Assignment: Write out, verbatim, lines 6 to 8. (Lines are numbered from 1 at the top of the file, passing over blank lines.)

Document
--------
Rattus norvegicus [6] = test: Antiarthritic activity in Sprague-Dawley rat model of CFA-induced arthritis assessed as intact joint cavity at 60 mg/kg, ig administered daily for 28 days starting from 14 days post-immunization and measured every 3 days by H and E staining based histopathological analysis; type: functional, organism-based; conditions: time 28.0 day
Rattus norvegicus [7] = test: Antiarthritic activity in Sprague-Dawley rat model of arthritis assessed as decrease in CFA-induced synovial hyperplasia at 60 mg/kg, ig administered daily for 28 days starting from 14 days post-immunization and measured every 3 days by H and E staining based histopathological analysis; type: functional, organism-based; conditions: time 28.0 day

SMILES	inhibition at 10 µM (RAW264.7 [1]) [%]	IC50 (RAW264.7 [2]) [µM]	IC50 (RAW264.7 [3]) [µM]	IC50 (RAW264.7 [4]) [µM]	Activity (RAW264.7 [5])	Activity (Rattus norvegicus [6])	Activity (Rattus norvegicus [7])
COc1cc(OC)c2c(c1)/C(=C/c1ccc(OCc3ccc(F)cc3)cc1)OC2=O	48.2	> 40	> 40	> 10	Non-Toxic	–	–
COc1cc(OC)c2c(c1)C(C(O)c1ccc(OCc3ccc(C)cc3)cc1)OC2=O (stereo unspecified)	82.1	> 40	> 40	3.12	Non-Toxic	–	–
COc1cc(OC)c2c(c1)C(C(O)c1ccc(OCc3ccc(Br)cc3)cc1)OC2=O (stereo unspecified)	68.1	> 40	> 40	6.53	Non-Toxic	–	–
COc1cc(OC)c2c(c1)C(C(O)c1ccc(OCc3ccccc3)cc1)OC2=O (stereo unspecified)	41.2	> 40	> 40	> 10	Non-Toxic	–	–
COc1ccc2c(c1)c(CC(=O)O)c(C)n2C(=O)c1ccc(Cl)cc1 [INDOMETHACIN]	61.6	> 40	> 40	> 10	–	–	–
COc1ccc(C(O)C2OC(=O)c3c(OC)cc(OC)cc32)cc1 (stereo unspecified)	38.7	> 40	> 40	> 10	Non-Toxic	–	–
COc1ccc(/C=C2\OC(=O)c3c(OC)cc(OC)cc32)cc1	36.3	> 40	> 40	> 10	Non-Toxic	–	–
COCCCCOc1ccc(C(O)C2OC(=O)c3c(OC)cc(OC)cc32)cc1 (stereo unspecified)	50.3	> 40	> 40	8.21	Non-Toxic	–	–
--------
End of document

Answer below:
COc1cc(OC)c2c(c1)C(C(O)c1ccc(OCc3ccc(Br)cc3)cc1)OC2=O (stereo unspecified)	68.1	> 40	> 40	6.53	Non-Toxic	–	–
COc1cc(OC)c2c(c1)C(C(O)c1ccc(OCc3ccccc3)cc1)OC2=O (stereo unspecified)	41.2	> 40	> 40	> 10	Non-Toxic	–	–
COc1ccc2c(c1)c(CC(=O)O)c(C)n2C(=O)c1ccc(Cl)cc1 [INDOMETHACIN]	61.6	> 40	> 40	> 10	–	–	–